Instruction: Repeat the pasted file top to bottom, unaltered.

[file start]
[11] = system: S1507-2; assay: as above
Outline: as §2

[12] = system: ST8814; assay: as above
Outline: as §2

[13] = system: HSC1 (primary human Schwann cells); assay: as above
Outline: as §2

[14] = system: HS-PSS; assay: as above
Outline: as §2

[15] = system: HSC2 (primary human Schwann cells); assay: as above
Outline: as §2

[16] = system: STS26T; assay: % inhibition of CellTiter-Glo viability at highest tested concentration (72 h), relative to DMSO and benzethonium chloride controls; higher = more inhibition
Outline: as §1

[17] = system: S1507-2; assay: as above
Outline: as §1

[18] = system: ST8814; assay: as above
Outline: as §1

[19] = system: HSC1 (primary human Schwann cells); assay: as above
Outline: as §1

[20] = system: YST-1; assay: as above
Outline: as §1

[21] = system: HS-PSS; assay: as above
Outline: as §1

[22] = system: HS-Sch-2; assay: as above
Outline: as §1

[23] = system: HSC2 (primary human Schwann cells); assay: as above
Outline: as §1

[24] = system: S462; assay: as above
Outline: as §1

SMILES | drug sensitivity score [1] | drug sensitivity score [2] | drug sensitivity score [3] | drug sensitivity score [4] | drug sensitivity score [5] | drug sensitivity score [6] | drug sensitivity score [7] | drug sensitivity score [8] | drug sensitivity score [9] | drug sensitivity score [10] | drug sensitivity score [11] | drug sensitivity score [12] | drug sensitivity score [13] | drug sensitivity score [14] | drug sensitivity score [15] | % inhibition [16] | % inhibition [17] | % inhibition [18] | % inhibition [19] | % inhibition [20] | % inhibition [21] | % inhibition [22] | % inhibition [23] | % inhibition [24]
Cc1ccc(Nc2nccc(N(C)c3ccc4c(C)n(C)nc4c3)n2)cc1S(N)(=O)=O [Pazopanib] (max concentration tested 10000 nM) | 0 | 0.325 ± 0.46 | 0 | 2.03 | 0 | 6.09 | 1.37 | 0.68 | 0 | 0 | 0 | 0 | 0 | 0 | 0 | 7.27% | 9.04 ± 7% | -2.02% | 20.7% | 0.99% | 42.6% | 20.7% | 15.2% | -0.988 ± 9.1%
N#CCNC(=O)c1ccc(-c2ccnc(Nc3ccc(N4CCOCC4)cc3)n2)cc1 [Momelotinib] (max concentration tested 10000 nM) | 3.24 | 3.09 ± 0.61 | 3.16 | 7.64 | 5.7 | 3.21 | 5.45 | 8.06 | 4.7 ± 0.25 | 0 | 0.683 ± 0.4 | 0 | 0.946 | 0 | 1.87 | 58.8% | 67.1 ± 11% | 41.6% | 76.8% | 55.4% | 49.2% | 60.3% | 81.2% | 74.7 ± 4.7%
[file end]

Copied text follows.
[11] = system: S1507-2; assay: as above
Outline: as §2

[12] = system: ST8814; assay: as above
Outline: as §2

[13] = system: HSC1 (primary human Schwann cells); assay: as above
Outline: as §2

[14] = system: HS-PSS; assay: as above
Outline: as §2

[15] = system: HSC2 (primary human Schwann cells); assay: as above
Outline: as §2

[16] = system: STS26T; assay: % inhibition of CellTiter-Glo viability at highest tested concentration (72 h), relative to DMSO and benzethonium chloride controls; higher = more inhibition
Outline: as §1

[17] = system: S1507-2; assay: as above
Outline: as §1

[18] = system: ST8814; assay: as above
Outline: as §1

[19] = system: HSC1 (primary human Schwann cells); assay: as above
Outline: as §1

[20] = system: YST-1; assay: as above
Outline: as §1

[21] = system: HS-PSS; assay: as above
Outline: as §1

[22] = system: HS-Sch-2; assay: as above
Outline: as §1

[23] = system: HSC2 (primary human Schwann cells); assay: as above
Outline: as §1

[24] = system: S462; assay: as above
Outline: as §1

SMILES | drug sensitivity score [1] | drug sensitivity score [2] | drug sensitivity score [3] | drug sensitivity score [4] | drug sensitivity score [5] | drug sensitivity score [6] | drug sensitivity score [7] | drug sensitivity score [8] | drug sensitivity score [9] | drug sensitivity score [10] | drug sensitivity score [11] | drug sensitivity score [12] | drug sensitivity score [13] | drug sensitivity score [14] | drug sensitivity score [15] | % inhibition [16] | % inhibition [17] | % inhibition [18] | % inhibition [19] | % inhibition [20] | % inhibition [21] | % inhibition [22] | % inhibition [23] | % inhibition [24]
Cc1ccc(Nc2nccc(N(C)c3ccc4c(C)n(C)nc4c3)n2)cc1S(N)(=O)=O [Pazopanib] (max concentration tested 10000 nM) | 0 | 0.325 ± 0.46 | 0 | 2.03 | 0 | 6.09 | 1.37 | 0.68 | 0 | 0 | 0 | 0 | 0 | 0 | 0 | 7.27% | 9.04 ± 7% | -2.02% | 20.7% | 0.99% | 42.6% | 20.7% | 15.2% | -0.988 ± 9.1%
N#CCNC(=O)c1ccc(-c2ccnc(Nc3ccc(N4CCOCC4)cc3)n2)cc1 [Momelotinib] (max concentration tested 10000 nM) | 3.24 | 3.09 ± 0.61 | 3.16 | 7.64 | 5.7 | 3.21 | 5.45 | 8.06 | 4.7 ± 0.25 | 0 | 0.683 ± 0.4 | 0 | 0.946 | 0 | 1.87 | 58.8% | 67.1 ± 11% | 41.6% | 76.8% | 55.4% | 49.2% | 60.3% | 81.2% | 74.7 ± 4.7%